While Mick Jagger and Keith Richards usually get all of The Rolling Stones media headlines, former bassist Bill Wyman gets the spotlight in the new documentary ‘The Quiet One.’ In a New York Daily News review, Wyman is quoted as talking about his marriage to Mandy Smith, who he married in 1989 when she was only 18-years old. They divorced in 1991. Smith claimed she first slept with Wyman when she was 14 in divorce documents.
In the controversial documentary “The Quiet One,” which premiered at the Tribeca Film Festival Thursday night, Wyman, now 82, says he was “stupid to ever think it could possibly work.”
The film, which makes use of the meticulously kept photos, film footage and memorabilia from the rocker’s personal archives, was pulled from England’s Sheffield Doc/Fest next month because of his scandalous relationship with Smith. The pair met when she was 13 and he was 47 in the mid-80s. And though Smith was of legal age when they married, following their divorce a few years later, she claimed they first had sex when she was just 14.
In “The Quiet One,” Wyman defends the relationship, saying, “It was from the heart. It wasn’t lust, which people were seeing it as.”
But he also admits, “I was really stupid to ever think it could possibly work. She was too young. I felt she had to go out and see life for a bit.”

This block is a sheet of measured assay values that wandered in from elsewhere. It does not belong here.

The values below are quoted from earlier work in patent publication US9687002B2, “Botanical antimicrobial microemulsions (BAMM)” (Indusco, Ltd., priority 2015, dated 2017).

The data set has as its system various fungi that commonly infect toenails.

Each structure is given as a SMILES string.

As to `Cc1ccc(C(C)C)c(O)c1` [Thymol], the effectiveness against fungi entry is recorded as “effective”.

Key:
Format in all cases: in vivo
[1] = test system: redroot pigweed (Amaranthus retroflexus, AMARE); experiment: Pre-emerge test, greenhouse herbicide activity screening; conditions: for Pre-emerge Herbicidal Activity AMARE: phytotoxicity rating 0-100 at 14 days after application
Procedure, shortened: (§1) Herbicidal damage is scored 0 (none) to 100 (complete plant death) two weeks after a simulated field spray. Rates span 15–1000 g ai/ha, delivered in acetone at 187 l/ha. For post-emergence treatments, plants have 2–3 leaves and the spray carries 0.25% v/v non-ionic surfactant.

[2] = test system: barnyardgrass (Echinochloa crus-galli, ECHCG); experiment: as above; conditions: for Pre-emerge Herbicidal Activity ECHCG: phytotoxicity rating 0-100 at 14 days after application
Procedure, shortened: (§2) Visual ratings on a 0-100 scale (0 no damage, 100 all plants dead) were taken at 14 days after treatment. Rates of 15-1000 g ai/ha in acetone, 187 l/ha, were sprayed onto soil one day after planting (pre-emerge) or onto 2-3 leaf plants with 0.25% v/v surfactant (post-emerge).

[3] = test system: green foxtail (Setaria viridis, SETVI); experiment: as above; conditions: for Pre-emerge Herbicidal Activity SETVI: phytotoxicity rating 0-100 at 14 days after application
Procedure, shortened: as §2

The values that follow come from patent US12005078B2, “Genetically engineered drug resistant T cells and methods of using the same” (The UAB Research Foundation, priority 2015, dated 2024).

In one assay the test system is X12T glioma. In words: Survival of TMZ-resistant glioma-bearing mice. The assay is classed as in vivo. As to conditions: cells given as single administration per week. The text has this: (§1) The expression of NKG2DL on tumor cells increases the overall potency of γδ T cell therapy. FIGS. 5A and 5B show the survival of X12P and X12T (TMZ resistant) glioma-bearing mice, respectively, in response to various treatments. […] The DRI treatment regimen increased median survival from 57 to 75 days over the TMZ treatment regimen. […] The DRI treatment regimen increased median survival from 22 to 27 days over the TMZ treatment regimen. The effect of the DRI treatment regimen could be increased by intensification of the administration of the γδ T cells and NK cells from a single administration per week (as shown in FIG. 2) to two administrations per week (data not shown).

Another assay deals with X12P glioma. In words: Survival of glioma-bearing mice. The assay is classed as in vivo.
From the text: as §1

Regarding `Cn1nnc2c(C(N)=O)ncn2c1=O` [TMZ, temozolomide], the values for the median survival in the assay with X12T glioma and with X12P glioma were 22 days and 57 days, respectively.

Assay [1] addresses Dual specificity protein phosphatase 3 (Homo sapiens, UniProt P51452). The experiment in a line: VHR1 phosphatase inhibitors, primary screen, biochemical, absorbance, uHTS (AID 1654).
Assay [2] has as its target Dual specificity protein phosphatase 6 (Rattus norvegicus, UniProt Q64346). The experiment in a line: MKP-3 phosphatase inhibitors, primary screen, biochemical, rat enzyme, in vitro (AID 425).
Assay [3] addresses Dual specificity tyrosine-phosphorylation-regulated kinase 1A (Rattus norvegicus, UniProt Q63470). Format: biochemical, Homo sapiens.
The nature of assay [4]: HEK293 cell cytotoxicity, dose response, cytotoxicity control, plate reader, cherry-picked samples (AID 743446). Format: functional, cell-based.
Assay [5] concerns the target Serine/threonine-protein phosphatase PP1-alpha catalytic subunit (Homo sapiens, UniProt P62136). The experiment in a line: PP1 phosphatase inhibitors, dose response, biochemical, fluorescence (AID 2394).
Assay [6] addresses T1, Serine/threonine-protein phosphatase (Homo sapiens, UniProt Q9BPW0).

In 2013, following other prominent sex scandals in England, Wyman said that he offered to be interviewed by authorities about his relationship with Smith. “I went to the police and I went to the public prosecutor and said, ‘Do you want to talk to me? Do you want to meet up with me, or anything like that?’ And I got a message back, ‘No.’”
The Wrap also addressed the relationship in a review.
Nothing about “The Quiet One” is particularly exciting or gives you any sense of fulfillment — definitely nothing at the level for which the Rolling Stones are known.
Not even when Wyman briefly discusses his short-lived marriage to “teenage bride” (as the tabloids called her) Mandy Smith, which he says he “knew wouldn’t work” or reflects on the tragic deaths of several audience members at the band’s infamous 1969 Altamont Free Concert. Of the latter, he said, “I don’t like to talk about that much.” These are both wildly provocative moments in his story that are reduced to footnotes.